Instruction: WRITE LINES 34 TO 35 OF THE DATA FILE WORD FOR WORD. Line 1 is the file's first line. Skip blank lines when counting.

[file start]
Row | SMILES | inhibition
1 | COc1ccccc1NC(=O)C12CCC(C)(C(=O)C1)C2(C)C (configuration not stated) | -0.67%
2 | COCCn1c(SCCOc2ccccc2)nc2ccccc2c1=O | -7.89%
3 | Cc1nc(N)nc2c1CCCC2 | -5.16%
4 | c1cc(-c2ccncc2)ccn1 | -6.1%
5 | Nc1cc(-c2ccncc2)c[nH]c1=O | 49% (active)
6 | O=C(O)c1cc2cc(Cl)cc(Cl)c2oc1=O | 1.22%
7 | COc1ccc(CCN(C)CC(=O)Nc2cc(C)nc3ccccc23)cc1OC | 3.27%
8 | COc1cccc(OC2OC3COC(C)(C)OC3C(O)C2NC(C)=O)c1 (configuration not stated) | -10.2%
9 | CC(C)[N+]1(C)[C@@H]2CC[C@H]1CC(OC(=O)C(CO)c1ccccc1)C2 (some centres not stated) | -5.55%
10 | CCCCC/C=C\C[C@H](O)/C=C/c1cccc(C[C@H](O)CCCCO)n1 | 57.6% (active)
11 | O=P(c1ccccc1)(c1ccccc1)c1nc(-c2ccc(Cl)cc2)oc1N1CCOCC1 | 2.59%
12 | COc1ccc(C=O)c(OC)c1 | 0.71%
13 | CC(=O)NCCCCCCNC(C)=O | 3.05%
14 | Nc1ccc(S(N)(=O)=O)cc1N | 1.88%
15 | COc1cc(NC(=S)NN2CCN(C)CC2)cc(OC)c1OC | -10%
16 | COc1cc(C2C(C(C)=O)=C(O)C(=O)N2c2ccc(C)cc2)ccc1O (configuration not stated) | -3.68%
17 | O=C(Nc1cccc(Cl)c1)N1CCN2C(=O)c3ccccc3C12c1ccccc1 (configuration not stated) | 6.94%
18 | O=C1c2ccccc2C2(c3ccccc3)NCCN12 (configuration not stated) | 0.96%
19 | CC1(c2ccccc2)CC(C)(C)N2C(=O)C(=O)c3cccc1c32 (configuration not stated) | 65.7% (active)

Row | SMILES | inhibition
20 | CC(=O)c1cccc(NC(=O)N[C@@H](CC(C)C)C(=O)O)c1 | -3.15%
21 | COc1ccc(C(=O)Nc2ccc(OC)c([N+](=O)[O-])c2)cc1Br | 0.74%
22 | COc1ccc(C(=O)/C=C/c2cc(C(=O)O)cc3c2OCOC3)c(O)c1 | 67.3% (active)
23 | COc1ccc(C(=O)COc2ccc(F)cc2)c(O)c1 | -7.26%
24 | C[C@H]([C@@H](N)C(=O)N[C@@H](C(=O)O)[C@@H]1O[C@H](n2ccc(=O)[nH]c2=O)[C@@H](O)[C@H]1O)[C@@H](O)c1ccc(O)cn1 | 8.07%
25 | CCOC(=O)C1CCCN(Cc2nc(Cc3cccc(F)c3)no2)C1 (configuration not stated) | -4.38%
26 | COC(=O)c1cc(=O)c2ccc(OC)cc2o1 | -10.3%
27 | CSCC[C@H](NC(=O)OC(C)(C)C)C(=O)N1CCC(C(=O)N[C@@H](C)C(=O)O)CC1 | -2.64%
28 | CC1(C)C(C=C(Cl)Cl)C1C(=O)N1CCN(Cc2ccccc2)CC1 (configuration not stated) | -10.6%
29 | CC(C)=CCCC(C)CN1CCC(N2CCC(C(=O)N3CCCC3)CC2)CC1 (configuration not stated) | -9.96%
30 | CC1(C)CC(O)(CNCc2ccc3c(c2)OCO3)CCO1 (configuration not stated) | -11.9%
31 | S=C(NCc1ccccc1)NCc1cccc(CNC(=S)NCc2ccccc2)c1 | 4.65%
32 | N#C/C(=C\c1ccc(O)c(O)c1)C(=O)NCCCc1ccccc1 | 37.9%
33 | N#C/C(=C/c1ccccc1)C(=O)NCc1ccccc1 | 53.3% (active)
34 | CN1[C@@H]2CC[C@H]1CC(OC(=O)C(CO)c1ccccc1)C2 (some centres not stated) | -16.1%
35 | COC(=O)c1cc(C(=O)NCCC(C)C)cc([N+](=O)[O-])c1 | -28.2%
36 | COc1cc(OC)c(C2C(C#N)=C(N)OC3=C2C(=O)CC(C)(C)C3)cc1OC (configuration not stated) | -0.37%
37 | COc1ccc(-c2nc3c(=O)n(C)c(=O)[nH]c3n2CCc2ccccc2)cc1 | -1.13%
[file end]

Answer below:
32 | N#C/C(=C\c1ccc(O)c(O)c1)C(=O)NCCCc1ccccc1 | 37.9%
33 | N#C/C(=C/c1ccccc1)C(=O)NCc1ccccc1 | 53.3% (active)